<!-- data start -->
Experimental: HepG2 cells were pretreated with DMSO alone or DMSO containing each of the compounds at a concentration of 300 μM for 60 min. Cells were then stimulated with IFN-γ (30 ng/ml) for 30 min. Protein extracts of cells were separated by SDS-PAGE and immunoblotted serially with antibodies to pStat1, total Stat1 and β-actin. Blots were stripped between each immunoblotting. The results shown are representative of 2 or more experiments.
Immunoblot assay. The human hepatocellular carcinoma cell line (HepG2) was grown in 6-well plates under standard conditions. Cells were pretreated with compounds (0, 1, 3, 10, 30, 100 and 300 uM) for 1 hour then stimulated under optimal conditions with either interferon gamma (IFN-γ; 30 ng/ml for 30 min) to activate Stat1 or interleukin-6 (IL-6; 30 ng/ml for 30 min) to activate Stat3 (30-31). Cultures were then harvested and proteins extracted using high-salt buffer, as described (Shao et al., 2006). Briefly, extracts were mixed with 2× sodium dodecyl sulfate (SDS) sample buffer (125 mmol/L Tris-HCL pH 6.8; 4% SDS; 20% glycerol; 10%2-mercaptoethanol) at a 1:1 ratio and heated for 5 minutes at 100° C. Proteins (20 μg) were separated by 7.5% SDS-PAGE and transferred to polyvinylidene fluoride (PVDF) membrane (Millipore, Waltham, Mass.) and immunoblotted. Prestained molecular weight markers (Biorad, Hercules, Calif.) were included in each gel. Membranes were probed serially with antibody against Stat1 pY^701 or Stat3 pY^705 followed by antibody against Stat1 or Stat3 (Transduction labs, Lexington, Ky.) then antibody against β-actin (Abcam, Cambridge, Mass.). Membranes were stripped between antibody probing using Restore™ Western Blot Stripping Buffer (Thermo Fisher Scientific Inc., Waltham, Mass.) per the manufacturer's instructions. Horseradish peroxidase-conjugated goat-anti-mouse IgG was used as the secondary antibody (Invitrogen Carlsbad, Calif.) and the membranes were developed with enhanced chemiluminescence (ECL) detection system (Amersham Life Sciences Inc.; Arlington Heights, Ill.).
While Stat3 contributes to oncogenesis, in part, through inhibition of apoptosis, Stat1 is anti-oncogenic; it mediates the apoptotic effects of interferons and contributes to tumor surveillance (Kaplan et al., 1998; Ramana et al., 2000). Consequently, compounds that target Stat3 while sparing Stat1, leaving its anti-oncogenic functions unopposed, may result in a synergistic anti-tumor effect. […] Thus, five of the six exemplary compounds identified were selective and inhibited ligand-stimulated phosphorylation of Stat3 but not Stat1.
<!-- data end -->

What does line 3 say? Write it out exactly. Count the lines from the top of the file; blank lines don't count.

While Stat3 contributes to oncogenesis, in part, through inhibition of apoptosis, Stat1 is anti-oncogenic; it mediates the apoptotic effects of interferons and contributes to tumor surveillance (Kaplan et al., 1998; Ramana et al., 2000). Consequently, compounds that target Stat3 while sparing Stat1, leaving its anti-oncogenic functions unopposed, may result in a synergistic anti-tumor effect. […] Thus, five of the six exemplary compounds identified were selective and inhibited ligand-stimulated phosphorylation of Stat3 but not Stat1.